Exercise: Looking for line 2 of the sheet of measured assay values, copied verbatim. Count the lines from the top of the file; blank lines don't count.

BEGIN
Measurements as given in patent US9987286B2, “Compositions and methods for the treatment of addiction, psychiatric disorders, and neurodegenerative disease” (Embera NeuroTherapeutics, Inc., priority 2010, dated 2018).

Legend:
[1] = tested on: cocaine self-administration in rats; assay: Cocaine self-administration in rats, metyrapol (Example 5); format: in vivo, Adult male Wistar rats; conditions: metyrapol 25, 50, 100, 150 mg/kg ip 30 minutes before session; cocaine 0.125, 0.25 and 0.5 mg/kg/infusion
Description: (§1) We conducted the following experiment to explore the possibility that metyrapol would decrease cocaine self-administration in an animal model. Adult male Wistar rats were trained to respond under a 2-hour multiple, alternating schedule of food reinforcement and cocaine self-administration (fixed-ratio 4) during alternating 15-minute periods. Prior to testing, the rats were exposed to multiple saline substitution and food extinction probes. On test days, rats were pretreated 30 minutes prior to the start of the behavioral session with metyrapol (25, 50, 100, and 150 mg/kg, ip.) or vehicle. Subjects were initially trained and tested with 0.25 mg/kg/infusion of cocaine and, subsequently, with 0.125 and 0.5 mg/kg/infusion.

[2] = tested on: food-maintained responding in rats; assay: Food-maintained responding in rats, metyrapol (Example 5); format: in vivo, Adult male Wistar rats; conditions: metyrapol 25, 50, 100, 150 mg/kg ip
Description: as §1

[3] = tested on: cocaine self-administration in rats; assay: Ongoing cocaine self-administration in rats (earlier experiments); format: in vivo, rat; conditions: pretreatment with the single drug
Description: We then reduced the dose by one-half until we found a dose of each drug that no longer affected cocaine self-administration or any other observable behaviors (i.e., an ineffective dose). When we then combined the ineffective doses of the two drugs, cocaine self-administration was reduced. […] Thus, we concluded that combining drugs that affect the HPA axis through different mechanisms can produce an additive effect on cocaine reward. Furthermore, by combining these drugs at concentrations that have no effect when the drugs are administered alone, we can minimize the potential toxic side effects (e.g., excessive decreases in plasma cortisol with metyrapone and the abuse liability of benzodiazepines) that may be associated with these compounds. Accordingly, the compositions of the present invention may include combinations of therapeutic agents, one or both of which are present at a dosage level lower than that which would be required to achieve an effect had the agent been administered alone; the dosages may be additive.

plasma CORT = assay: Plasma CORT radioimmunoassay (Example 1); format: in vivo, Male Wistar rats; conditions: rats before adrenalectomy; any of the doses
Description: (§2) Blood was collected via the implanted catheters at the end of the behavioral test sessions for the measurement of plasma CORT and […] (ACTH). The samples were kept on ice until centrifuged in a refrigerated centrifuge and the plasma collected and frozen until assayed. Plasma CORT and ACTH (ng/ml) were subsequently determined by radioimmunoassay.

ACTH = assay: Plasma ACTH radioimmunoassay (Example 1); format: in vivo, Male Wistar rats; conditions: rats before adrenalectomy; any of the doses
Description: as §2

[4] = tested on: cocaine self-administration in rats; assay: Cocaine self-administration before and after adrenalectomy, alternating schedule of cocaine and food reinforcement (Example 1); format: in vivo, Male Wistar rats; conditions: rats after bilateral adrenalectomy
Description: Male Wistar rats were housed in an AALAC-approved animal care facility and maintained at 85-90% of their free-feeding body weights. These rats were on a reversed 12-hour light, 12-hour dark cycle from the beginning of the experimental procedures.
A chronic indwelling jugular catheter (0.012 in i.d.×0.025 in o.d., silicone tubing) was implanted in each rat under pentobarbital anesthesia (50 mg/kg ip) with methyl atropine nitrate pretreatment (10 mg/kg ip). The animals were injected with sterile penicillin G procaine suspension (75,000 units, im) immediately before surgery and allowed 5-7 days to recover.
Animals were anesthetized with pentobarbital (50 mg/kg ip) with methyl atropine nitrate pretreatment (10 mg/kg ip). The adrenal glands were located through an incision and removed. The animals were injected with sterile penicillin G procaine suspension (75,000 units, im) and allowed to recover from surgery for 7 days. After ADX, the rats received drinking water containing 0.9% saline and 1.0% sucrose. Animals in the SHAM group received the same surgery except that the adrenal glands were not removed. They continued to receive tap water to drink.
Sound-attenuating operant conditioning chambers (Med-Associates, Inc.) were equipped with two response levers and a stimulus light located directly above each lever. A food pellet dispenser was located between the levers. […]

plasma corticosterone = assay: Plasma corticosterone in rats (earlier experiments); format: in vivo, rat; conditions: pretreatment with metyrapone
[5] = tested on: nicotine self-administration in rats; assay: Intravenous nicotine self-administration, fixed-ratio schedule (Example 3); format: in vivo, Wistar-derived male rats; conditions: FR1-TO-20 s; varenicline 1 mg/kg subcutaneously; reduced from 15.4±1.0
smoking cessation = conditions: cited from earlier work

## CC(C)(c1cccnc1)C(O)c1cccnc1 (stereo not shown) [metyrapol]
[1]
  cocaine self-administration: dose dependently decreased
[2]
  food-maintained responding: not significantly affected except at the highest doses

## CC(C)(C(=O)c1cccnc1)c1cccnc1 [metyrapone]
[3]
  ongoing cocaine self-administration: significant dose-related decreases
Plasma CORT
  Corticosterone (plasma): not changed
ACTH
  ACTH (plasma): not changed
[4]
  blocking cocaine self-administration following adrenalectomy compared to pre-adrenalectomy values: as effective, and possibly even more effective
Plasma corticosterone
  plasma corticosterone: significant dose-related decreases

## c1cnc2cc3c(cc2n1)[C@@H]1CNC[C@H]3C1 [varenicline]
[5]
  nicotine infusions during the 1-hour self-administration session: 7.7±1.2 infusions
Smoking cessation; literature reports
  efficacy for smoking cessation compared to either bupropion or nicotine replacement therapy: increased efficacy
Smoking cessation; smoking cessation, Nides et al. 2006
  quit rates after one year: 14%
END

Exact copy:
Legend: